Three judges of the Scottish Court of Session ruled on Wednesday morning that Boris Johnson’s decision to suspend the UK Parliament was illegal.
The government will appeal the ruling of Scotland’s highest court to the UK’s Supreme Court next Tuesday.
Former Conservative attorney general Dominic Grieve said Boris Johnson should resign if it the UK Supreme Court confirms the ruling that he “misled the queen about the reasons for suspending Parliament.” Queen Elizabeth II had agreed to suspend (“prorogue”) Parliament until October 14, while the UK is to leave the EU on October 31. The Queen is obliged by custom to follow the advice of the PM.
“This was an egregious case of a clear failure to comply with generally accepted standards of behaviour of public authorities,” concluded one judge Philip Brodie.
The Scottish court ruled that closing the parliament was “unlawful because it had the purpose of stymying Parliament” and contradicts two other English court judgments.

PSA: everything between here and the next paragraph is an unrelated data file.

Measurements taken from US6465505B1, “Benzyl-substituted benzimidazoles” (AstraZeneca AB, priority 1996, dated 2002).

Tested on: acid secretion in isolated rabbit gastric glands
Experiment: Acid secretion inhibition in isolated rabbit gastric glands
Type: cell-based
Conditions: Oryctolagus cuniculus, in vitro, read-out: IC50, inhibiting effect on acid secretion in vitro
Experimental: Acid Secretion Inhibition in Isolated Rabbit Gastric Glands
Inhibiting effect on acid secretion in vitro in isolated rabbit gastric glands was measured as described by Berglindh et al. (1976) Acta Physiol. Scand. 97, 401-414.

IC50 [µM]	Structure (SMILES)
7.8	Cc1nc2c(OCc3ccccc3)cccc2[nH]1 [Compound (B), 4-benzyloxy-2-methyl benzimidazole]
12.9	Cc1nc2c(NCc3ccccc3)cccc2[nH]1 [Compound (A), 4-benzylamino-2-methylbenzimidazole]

The case was brought by 75 MPs led by Joanna Cherry of the Scottish National Party.
“We feel utterly vindicated and I would be confident that the UK Supreme Court will uphold this decision,” Cherry said.
Scotland’s first minister, Nicola Sturgeon, called for Parliament to be “recalled immediately to allow the essential work of scrutiny to continue.”
Parliament last week passed a law requiring Johnson to seek an extension to the Oct. 31 deadline for Britain’s exit, essentially taking no-deal off the table. Johnson has vowed to defy the law, while his foreign secretary Dominic Raab promises the government will “challenge the law to its limit.”